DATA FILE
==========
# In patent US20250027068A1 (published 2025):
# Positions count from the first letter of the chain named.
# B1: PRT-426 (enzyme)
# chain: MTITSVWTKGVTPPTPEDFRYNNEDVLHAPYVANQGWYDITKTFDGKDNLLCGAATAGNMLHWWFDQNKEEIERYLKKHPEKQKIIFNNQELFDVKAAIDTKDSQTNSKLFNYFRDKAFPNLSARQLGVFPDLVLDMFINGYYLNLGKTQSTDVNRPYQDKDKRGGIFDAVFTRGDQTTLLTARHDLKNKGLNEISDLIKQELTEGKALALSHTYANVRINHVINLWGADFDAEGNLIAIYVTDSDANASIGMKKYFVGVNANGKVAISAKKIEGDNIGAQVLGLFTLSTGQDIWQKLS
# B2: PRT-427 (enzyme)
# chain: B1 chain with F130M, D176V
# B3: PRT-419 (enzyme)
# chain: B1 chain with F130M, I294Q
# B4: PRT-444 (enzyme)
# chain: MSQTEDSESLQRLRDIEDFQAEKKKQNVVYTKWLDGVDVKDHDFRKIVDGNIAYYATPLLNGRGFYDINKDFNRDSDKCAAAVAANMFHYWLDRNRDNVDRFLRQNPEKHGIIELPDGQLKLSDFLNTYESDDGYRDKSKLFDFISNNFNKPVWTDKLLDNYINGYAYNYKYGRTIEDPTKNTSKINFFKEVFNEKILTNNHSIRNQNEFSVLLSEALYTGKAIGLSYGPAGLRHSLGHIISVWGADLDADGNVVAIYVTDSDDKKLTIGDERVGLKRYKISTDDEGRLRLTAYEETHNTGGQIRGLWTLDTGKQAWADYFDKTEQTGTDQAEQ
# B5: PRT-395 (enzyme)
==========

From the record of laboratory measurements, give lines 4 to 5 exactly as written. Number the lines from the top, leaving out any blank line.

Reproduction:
# chain: MTITSVWTKGVTPPTPEDFRYNNEDVLHAPYVANQGWYDITKTFDGKDNLLCGAATAGNMLHWWFDQNKEEIERYLKKHPEKQKIIFNNQELFDVKAAIDTKDSQTNSKLFNYFRDKAFPNLSARQLGVFPDLVLDMFINGYYLNLGKTQSTDVNRPYQDKDKRGGIFDAVFTRGDQTTLLTARHDLKNKGLNEISDLIKQELTEGKALALSHTYANVRINHVINLWGADFDAEGNLIAIYVTDSDANASIGMKKYFVGVNANGKVAISAKKIEGDNIGAQVLGLFTLSTGQDIWQKLS
# B2: PRT-427 (enzyme)